It seems like this took far longer than most books to read, but that’s because I kept it as my travel book. Every time I went away, I’d read it on the plane, and it’s sat about half done for the last month, so I decided to finish it (and stop kidding myself that I’ll ever finish Infinite Jest and remove it from my Currently Reading list).
And it’s hard to explain why I liked it because I didn’t actively enjoy it. What I mean by that is that I wasn’t swept up in adventure, but I was kind of intrigued by it all? Something so old fashioned that isn’t off-putting peaked my interest, and even though I didn’t feel bored at all while reading it, I wasn’t actively excited by it? I don’t know.
It’s 1866, and Walter Moody has come to New Zealand to make a fortune on goldfields, only to stumble across twelve men having a secretive chat: a man has vanished, a prostitute attempted suicide, a fortune has been found, and the mystery unravels, slowly but surely.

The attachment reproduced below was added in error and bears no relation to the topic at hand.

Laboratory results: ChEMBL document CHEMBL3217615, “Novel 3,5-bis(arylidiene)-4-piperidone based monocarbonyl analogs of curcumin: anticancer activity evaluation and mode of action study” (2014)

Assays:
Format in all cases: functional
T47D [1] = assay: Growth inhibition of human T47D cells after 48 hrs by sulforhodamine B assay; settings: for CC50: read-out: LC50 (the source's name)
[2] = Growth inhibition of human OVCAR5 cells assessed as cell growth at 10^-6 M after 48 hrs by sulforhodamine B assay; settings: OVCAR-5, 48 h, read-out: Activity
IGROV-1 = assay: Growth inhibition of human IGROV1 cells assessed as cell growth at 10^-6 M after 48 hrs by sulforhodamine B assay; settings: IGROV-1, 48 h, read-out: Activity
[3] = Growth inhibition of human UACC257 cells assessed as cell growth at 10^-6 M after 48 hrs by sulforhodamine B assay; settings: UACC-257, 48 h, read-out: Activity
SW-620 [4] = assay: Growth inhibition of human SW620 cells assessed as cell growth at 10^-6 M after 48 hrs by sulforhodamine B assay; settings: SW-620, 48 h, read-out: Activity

For those who like Victorian/Austen-esque eras, I’d hazard a guess this would be enjoyable. As someone who generally doesn’t like those things, this worked where it would usually be off-putting. It’s been such a long read I can’t do specifics like I usually do but I will say that I liked Anna the most throughout, and found the book pretty good. Whether I could tell you anything of detail afterwards, on the other hand, is debatable.